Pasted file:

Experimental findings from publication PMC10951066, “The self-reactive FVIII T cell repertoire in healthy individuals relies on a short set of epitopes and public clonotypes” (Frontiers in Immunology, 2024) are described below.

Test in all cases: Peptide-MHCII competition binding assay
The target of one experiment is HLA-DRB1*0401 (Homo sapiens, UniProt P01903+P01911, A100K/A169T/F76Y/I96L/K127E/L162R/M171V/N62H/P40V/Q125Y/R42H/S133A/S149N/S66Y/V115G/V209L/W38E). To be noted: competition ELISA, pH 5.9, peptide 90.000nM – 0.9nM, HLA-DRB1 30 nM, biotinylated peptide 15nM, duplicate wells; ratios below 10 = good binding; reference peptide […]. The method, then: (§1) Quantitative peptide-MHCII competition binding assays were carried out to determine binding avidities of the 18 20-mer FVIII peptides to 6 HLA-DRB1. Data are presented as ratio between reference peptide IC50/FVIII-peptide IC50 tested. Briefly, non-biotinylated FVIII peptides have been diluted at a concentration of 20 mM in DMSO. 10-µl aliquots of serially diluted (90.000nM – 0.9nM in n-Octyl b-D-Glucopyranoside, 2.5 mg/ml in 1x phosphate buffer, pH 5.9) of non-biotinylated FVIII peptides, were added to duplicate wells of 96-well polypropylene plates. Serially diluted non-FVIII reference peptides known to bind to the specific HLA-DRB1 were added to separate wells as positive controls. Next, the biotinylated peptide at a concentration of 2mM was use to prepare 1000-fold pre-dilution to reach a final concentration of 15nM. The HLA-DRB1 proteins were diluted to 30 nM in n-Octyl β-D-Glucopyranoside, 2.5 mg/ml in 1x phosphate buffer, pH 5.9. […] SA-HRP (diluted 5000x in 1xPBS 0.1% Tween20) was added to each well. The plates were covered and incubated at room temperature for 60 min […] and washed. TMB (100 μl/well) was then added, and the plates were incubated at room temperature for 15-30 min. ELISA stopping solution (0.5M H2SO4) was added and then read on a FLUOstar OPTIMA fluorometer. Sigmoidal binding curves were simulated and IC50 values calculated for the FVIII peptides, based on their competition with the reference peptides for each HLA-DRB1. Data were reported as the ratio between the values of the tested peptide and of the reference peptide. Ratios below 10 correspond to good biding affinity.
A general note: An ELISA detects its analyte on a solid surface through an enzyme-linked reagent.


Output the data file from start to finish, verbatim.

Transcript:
Experimental findings from publication PMC10951066, “The self-reactive FVIII T cell repertoire in healthy individuals relies on a short set of epitopes and public clonotypes” (Frontiers in Immunology, 2024) are described below.

Test in all cases: Peptide-MHCII competition binding assay
The target of one experiment is HLA-DRB1*0401 (Homo sapiens, UniProt P01903+P01911, A100K/A169T/F76Y/I96L/K127E/L162R/M171V/N62H/P40V/Q125Y/R42H/S133A/S149N/S66Y/V115G/V209L/W38E). To be noted: competition ELISA, pH 5.9, peptide 90.000nM – 0.9nM, HLA-DRB1 30 nM, biotinylated peptide 15nM, duplicate wells; ratios below 10 = good binding; reference peptide […]. The method, then: (§1) Quantitative peptide-MHCII competition binding assays were carried out to determine binding avidities of the 18 20-mer FVIII peptides to 6 HLA-DRB1. Data are presented as ratio between reference peptide IC50/FVIII-peptide IC50 tested. Briefly, non-biotinylated FVIII peptides have been diluted at a concentration of 20 mM in DMSO. 10-µl aliquots of serially diluted (90.000nM – 0.9nM in n-Octyl b-D-Glucopyranoside, 2.5 mg/ml in 1x phosphate buffer, pH 5.9) of non-biotinylated FVIII peptides, were added to duplicate wells of 96-well polypropylene plates. Serially diluted non-FVIII reference peptides known to bind to the specific HLA-DRB1 were added to separate wells as positive controls. Next, the biotinylated peptide at a concentration of 2mM was use to prepare 1000-fold pre-dilution to reach a final concentration of 15nM. The HLA-DRB1 proteins were diluted to 30 nM in n-Octyl β-D-Glucopyranoside, 2.5 mg/ml in 1x phosphate buffer, pH 5.9. […] SA-HRP (diluted 5000x in 1xPBS 0.1% Tween20) was added to each well. The plates were covered and incubated at room temperature for 60 min […] and washed. TMB (100 μl/well) was then added, and the plates were incubated at room temperature for 15-30 min. ELISA stopping solution (0.5M H2SO4) was added and then read on a FLUOstar OPTIMA fluorometer. Sigmoidal binding curves were simulated and IC50 values calculated for the FVIII peptides, based on their competition with the reference peptides for each HLA-DRB1. Data were reported as the ratio between the values of the tested peptide and of the reference peptide. Ratios below 10 correspond to good biding affinity.
A general note: An ELISA detects its analyte on a solid surface through an enzyme-linked reagent.